When Jeremy stopped to laugh at me shoveling ice and snow off the walk he mentioned he and two of his friends, Clint and Ray, were heading out for a snowshoe that night. I declined the invitation, but Amy happened to be right and even though we had just arrived home she encouraged me to go.
Who am I to disagree with my dear wife?
Apparently, Ray and Clint had tried to start a fire in the snow on a recent trip, but failed. This trip was supposed to be a visit to Annette Lake and redemption on the fire-building front.
For me, it was another trip into the woods, a chance to play with my avalanche transceiver, and if I learned how to build a fire that'd be a bonus.
We parked at the end of the plowed area short of the Annette Lake trailhead. Ray was battling with someone via cell phone while we geared up, but shortly we were following the well-established trench along the road. It was pretty clear a bunch of others had been there before us, but none were still there at 8pm.
We made quick work of the trail up to the Iron Horse and to the switchbacks. There was a light snow falling and it was fairly cold, but with the effort of climbing even the relatively mellow trail we stopped early to shed layers. As usual, I found myself snowshoeing in just a fleece with no gloves or hat. I even had the thigh vents open on my pants.
The broken trail had followed the summer trail perfectly up to the switchbacks and continued with a modest climb. All along it had been smoothed by a snowboarder with the odd snowshoe marks every once in a while. Somewhere in the switchbacks it became just the snowboarder.
Climb, climb, climb. Gee... it sure seems like there are more switchbacks than I remember. Sure, the last time I was there the amount of snow was significantly less. And sure, I didn't wind up strictly following the trail that time. And, sure, the time before had been on ice-hard snow on crampons. On both of those trips the trail was very well established.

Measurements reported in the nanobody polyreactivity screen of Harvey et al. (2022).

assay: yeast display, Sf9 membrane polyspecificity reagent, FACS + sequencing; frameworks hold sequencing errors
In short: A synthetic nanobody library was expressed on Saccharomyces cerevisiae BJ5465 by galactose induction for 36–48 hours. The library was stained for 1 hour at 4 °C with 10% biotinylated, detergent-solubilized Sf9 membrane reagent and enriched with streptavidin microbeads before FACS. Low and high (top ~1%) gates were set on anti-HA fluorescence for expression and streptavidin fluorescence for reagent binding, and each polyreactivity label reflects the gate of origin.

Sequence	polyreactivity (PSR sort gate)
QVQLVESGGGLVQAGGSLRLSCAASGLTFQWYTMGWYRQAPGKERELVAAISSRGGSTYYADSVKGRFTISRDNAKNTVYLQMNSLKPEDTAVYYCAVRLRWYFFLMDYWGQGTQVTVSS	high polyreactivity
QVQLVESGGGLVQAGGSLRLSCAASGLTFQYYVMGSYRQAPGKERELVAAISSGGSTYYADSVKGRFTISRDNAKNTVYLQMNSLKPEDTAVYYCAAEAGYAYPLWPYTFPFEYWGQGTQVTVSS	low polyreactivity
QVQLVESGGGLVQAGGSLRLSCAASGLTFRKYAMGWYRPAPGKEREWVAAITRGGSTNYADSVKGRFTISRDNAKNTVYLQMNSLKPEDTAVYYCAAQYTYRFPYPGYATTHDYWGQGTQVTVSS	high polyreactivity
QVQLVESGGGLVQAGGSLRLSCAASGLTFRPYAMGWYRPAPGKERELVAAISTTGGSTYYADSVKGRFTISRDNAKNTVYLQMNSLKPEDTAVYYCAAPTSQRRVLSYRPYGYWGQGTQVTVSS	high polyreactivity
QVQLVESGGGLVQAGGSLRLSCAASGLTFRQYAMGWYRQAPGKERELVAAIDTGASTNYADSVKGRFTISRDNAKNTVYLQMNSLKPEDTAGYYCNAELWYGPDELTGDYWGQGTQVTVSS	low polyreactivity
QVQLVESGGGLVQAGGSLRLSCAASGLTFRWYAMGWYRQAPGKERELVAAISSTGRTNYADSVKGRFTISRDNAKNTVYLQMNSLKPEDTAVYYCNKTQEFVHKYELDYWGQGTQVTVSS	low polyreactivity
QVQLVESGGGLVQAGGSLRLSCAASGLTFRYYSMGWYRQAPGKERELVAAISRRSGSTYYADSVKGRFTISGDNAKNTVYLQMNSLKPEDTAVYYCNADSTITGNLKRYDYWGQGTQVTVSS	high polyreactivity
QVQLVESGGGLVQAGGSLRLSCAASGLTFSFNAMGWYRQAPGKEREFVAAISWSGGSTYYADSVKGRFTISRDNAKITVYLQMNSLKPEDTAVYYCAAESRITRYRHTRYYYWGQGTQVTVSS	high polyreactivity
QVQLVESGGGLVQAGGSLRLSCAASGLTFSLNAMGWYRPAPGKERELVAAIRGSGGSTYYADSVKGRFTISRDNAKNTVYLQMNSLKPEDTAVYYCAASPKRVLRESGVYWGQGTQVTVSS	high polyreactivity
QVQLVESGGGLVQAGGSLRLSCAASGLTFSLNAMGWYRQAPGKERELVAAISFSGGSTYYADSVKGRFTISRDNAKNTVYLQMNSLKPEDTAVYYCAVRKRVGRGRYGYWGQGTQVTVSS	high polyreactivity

Still, what could go wrong?
Well, nothing really went wrong, but the snowboarder wasn't really heading to Annette Lake. Somewhere along the line the trail stopped climbing and started traversing. The snowboarder was more interested in gaining elevation for the descent. We missed the main trail and kept climbing.
At some point the incongruity of our situation forced us to dig out altimeters and GPS units. Oh... we're already 200 feet higher than the lake? Really? Huh. Well, we didn't really want to see the lake anyway.
We did want to make a fire, though. We returned the way we had come thinking about the folks that would come the next day and might wind up climbing as high as we did only to find the trail abruptly stopped. If you're reading this... sorry.
We dropped a few hundred feet until we found a nice flat spot against a hill and started looking for wood. We collected dead wood that snapped in our fingers (mostly twigs), but a lot of it had ice frozen to it. With a stockpile ready to go it was time to start.
The first try was with cotton balls and vaseline. Ray used a magnesium stick/flint and steel to get a flame and the cotton balls went up nicely. However, the flames never really took off. Worse, what little fire we had going burned through the bows we had laid down as a base and the fire disappeared into the snow below.
Next up was Clint's Fire Ribbon. We had a more solid base of thicker branches and lit up the ribbon. It was... underwhelming. There wasn't really the intense flame that was promised by the advertising on the tube. Instead, it just sort of limped along. That fire gave up, too.
Jeremy came to the rescue, as usual. He had some trusty fire starter sticks that took a flame well and burned hot until we could get some of the cold wood we'd collected to go up.
All along, Tokul and Chase (Jeremy's dog) looked on in amusement that turned to boredom and finally loathing. Tokul didn't look too happy about hanging out in the snow while we played around. I draped my fleece over her back to try to keep her a little warmer. (Of course, it was frozen in an unnatural shape, but no worries.)
Tokul eventually retreated to the fringes of our work area and curled up. I draped the coat over her again and I think she was warming up. When the fire got going well I put the coat on the snow near the fire and she gladly curled up there. We hung out for a little while to warm up (my toes had just started to go numb). Ray dug a small snow cave, but the snow wasn't really deep enough to make a proper shelter. I guess that will have to wait until next time we go out.
On our walk out we found that the hardly noticeable, but constant, fine snow had pretty well obscured our tracks. Of course, we cut a new trench on the way home so perhaps someone would still be able to follow us on our mad trek. We were back at the cars around midnight.
Total distance for the last adventure of the year were 5.8 and 2,130 feet of gain. We were one for three for fire building and determined that compressed wood fire sticks are definitely better than either cotton balls/vaseline or fire ribbon. Just in case you wanted to know.